When he was 14, Gregory Page and his parents up and bolted from their London home in the middle of the night, for reasons he is still unsure of. They took off to San Diego, where his music career soon took root.
Page's mother was a singer in an all-girl group called The Beat Chicks, who, according to Page, opened twice for The Beatles in 1965. Obviously the music bug rubbed off on young Page, who, by his teenage years, was studying classical guitar. Since then, he has played in local legends The Rugburns, released numerous solo albums and has produced his fair share of records, as well.
When a rumor started making the rounds recently that Page would soon retire from music, it was hard to believe. For a man whose life has revolved around music for so many years, pulling the plug would seem akin to more than just career suicide. Lucky for his fans, it ain't gonna happen.
"That's a big ol' negative. No, I am not retiring from music," Page tells CityBeat. "I was just taking a break from recording so I could go out and do some promoting for a change.
"I have been recording albums for the past 10 years and I needed to take a break," he adds. "I had to do something drastic to shake it up for myself. I was just gonna take a break."
For creative singer-songwriter types such as Page, turning off the musical faucet seems especially difficult.
"I've never been able to actually physically turn off the music, so to speak, relax and maybe do something different-like pick up table tennis. I don't think that I've ever had a break, especially from recording. It's like having a girlfriend. You're never single; you always just have one person leading into the next."
Hanging it up musically seems drastic but never entirely out of the picture. Making a living in music requires a unique love for both the art and the lifestyle to keep it going. Plenty of people call it quits and get jobs in cubicles. Besides selling CDs on his website, Page continues to earn a living by playing his monthly gig at Lestat's, the occasional house party and maybe scoring an opening spot at one of the bigger clubs.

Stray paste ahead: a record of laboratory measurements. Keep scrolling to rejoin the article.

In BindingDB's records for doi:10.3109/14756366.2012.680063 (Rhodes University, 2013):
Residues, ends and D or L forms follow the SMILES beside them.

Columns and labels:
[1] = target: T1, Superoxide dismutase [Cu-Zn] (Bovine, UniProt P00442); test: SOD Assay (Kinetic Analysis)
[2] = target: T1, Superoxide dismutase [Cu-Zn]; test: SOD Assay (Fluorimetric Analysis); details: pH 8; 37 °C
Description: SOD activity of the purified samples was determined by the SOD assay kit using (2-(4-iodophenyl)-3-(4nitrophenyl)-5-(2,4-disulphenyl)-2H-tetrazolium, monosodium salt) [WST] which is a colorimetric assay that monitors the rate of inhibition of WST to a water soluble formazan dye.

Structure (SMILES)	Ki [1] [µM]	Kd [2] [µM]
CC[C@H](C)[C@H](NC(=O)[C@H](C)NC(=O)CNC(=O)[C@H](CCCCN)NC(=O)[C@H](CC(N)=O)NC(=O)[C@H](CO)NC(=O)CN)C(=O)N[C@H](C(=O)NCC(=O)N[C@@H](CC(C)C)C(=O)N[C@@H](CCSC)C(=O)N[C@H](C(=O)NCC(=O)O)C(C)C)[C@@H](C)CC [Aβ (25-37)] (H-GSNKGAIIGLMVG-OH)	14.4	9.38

In the early-'90s Page frequented the original Poway-based Java Joe's, where Jewel made her initial mark.
Connecting with Jewel associate Steve Poltz led to a gig playing bass with The Rugburns, which lasted into the late-'90s.
Since then, Page has put out a collection of solo albums, with his latest, Bird in a Cage, written entirely in a cemetery in Melbourne, Australia. Listening to the songs, it doesn't exactly feel like a sunny, Southern California adventure; it feels like the work of an acoustic troubadour who likes to toss in elements of vaudeville, singing a collection of songs to an audience of the dead. Yet despite the setting, certain numbers on Bird in a Cage display Page's unique ability to balance humor and sadness. He credits Poltz for introducing him to the gift of comedy in song.
"He has been my mentor for knowing you can have fun with music," Page says. "You don't have to be serious. There are certain ways to tell a story without being so morose. I can get pretty morose. I do slant in the melancholia."
Page says that while he loves where he lives, it's sometimes hard to get into the musical mindset his lyrics often demand. This, coming from the guy who was once in a goth band before joining The Rugburns"San Diego is a real tough place to be creative," he explains. "We're so lucky to be able to go out and sit on the beach. To me, it's a hard place to create. The last three albums I have written while I was overseas. It's just a place where I'm not distracted. I don't have a cell phone with me . I don't have a blue sky."
Gregory Page plays Lestat's on Friday, Jan. 16, and Swedenborg Hall on Sunday, Jan. 18. www.gregorypage.com.